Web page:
UBC Theses and Dissertations
Developmental regulation of alkaline phosphatase in Dictyostelium discoideum Mohandas, Devaki Velayudhan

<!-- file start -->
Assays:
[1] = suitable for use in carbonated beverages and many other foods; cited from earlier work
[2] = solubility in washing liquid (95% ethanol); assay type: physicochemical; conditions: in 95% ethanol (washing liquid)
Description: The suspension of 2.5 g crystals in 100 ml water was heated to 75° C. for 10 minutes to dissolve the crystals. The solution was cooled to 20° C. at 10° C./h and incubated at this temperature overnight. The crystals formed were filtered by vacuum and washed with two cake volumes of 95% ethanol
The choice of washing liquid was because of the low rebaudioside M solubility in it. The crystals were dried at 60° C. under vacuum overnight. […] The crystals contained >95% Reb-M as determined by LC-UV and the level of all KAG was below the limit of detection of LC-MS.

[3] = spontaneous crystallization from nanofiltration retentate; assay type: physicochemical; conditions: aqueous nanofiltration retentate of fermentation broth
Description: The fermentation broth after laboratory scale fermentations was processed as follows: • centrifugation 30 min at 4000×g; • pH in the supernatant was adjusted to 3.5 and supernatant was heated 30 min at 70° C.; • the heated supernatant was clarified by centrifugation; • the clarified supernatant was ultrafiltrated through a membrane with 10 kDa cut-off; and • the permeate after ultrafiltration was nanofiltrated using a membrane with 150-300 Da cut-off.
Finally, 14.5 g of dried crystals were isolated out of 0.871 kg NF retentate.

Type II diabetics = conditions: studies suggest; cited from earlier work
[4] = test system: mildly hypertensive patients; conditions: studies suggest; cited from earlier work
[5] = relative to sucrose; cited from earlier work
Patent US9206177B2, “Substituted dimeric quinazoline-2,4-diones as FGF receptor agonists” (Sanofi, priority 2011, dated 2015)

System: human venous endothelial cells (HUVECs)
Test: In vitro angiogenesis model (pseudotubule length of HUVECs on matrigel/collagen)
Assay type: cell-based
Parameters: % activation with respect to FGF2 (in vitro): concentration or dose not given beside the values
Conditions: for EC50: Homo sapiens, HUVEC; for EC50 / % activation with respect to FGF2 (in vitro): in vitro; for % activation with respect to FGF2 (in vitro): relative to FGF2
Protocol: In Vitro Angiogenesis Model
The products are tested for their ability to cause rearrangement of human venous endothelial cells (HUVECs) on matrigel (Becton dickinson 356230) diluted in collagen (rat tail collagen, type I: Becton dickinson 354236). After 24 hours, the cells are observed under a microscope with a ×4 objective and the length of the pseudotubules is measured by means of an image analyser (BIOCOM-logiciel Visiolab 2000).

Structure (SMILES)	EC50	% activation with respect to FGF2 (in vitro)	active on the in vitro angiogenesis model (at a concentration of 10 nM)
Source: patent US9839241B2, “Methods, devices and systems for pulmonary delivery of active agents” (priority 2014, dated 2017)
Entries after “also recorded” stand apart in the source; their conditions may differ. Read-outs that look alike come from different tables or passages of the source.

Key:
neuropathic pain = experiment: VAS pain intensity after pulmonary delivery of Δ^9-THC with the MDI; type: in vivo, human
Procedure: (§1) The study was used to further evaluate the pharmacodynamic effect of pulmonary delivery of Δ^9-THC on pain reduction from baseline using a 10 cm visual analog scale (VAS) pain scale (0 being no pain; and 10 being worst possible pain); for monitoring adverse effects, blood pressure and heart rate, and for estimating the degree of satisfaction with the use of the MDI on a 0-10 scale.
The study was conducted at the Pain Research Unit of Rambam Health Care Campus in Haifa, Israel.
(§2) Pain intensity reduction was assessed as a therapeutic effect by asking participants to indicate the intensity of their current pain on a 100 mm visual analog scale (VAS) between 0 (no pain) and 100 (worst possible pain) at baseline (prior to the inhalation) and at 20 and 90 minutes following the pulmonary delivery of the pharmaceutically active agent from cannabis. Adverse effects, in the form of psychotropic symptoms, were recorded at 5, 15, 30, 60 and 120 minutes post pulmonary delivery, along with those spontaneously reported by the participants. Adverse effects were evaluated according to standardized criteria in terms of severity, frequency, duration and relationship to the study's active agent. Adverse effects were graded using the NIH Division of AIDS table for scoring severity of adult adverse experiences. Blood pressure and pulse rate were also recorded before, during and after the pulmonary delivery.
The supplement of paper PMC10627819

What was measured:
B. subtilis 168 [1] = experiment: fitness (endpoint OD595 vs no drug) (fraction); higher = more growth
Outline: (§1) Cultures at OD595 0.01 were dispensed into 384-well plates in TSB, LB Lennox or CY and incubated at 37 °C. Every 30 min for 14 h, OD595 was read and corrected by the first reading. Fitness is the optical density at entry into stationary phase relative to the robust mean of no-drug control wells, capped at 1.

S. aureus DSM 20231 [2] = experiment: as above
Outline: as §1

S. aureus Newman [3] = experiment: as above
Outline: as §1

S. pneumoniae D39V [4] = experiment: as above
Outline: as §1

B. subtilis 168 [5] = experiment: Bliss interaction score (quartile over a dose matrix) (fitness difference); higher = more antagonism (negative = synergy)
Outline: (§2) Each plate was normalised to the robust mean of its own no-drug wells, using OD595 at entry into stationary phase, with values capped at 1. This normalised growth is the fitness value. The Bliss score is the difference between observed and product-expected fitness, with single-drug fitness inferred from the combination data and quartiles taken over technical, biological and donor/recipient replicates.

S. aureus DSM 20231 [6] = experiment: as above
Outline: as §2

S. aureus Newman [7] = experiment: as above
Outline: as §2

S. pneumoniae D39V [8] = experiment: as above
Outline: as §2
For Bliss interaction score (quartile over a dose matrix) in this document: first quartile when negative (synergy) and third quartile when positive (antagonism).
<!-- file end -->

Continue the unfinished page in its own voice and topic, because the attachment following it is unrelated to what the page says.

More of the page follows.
The membrane bound alkaline phosphatase activity' in vegetative cells of Dictydstelium discdideum was found to exhibit a 8 to 10 fold increase in specific activity when incubated at 50°C. This activation was reversed on transfer of the preparation to 0°C. Similar activation of the vegetative enzyme was achieved by dialysing the crude membrane preparation, suggesting the removal of a low molecular weight inhibitor. Alkaline phosphatase solubilized from the membranes using Triton X-100 was similarly activated by 50°C treatment or dialysis and the 50°C activation was reversed by incubation at 0°C. Both the dialysed vegetative membrane and the dialysed Triton X-100 extract were inhibited by the addition of concentrated dialysate. This inhibition could be relieved by subsequent dialysis. A 620 fold purified alkaline phosphatase preparation was obtained from crude vegetative membranes by affinity and ion exchange chromatography after solubilization of the enzyme using Triton X-100-5'-nucleotidase activity copurified along with the alkaline phosphatase activity in all the fractionation steps employed. The membrane bound 5'-nucleotidase activity was not activated either by incubation at 50°C or by dialysis and the activity was far less stable than the alkaline phosphatase. However, the Triton X-100 extracted 5'-nucleotidase was activated by dialysis to the same extent as the alkaline phosphatase and both activities in the partially purified preparation were equally inhibited by the dialysates from vegetative membranes. These results suggest that both alkaline phosphatase and 5'-nucleotidase are due to a single protein but the interaction of the two substrates, AMP and pNPP, with the enzyme are different and are markedly influenced by conformational changes induced by the inhibitor. Unlike the vegetative enzyme, the alkaline phosphatase activity in the culminating membrane was not markedly activated by incubation at 50°C or by dialysis. Since the vegetative enzyme was activated by both treatments to levels similar to those found in culminating cells, it was proposed that the developmental increase in alkaline phosphatase in D.discoideum was due to the unmasking of already existing enzyme by the removal of inhibitor. However, the alkaline phosphatase activity of culminating cells differed from that of vegetative cells in chromatography on DEAE-Sephacel and conA-Sepharose and it was less stable in low concentrations of Tris-Cl and in SDS. In contrast, the culminating enzyme was more stable in high concentrations of Tris-Cl. These results suggest that the vegetative enzyme is modified during development. This modification appears to be slight, since the vegetative and culminating enzymes migrate identically in SDS polyacrylamide electrophoretic gels and the enzymes from the two developmental stages were similar in pH optima, in inhibition by phosphate and in inhibition by concentrated dialysate.
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